As you and your college-bound young adults tick off the items on their packing checklist, don’t forget about electrical safety.

According to the National Fire Protection Association, U.S. fire departments respond to an estimated 3,800 structure fires on college campuses each year. While most accidental college fires are caused by cooking, many can start from overloaded power strips and outlets, space heaters and other unsafe electrical habits.

Students can prevent a potential fire just by being mindful about how they’re plugging in their electronics. Extension cords are only meant to be used for a temporary solution, and can pose a serious hazard if overloaded, stored under rugs or exposed to damp areas (like a bathroom or kitchen). Instead, plan your furniture and electronic arrangement around the outlets. If there aren’t enough places to plug in equipment, look for opportunities to rotate items, such as a lamp and a cellphone charger.

If an extension cord or power strip is used, be sure it has been approved by an independent testing laboratory, such as Underwriters Laboratories (UL), Intertek (ETL), or Canadian Standards Association (CSA). Also, when trying to keep the cord out of the way, do not staple it, store it under rugs or pinch it between furniture. These techniques can cause the wires to break and fray, making them a fire hazard.

In colder months, students may pull out space heaters to help warm their space. Given the generally small space of dorms, these can sometimes end up near flammable materials such as drapes, bedding and furniture. Find a clear and safe area to place your heater and other hot items, like portable stoves, before plugging them in.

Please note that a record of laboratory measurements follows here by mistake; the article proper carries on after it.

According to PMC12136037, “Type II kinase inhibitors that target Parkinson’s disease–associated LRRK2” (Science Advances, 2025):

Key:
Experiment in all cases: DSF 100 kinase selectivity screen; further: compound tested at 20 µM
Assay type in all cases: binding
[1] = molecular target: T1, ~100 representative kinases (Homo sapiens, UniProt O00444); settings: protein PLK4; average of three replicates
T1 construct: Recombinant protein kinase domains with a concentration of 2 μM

Finally, your kid won’t be the only young adult living in the building – make sure your student knows the warning signs of an electrical fire and that they feel empowered to step in if they notice a hazard.

Sounds of buzzing and sizzling, and smells of a hotplate are all indicators that wires or circuits are being overheated.

Any type of electrical shock, even mild, is a warning of electrical danger. It may be a frayed wire or a short in the circuit that could become worse.

Also, be aware of circuits that frequently lose power, lights that dim or flicker, and any type of spark or flash of light within your electrical system – these are all signs to a potentially bigger problem.

If an electrical issue is expected: remove any electronics; cut off power supply if possible; and notify your school, landlord or an electrician immediately. If a fire does occur, do not throw water on it – only a chemical fire extinguisher can be used on an electrical fire. If the fire is too large to contain, pull the nearest fire alarm and exit the building immediately.

We know you will worry while your kids are away, but preparing them with the tips and advice they need will give you some peace of mind as they enter adulthood.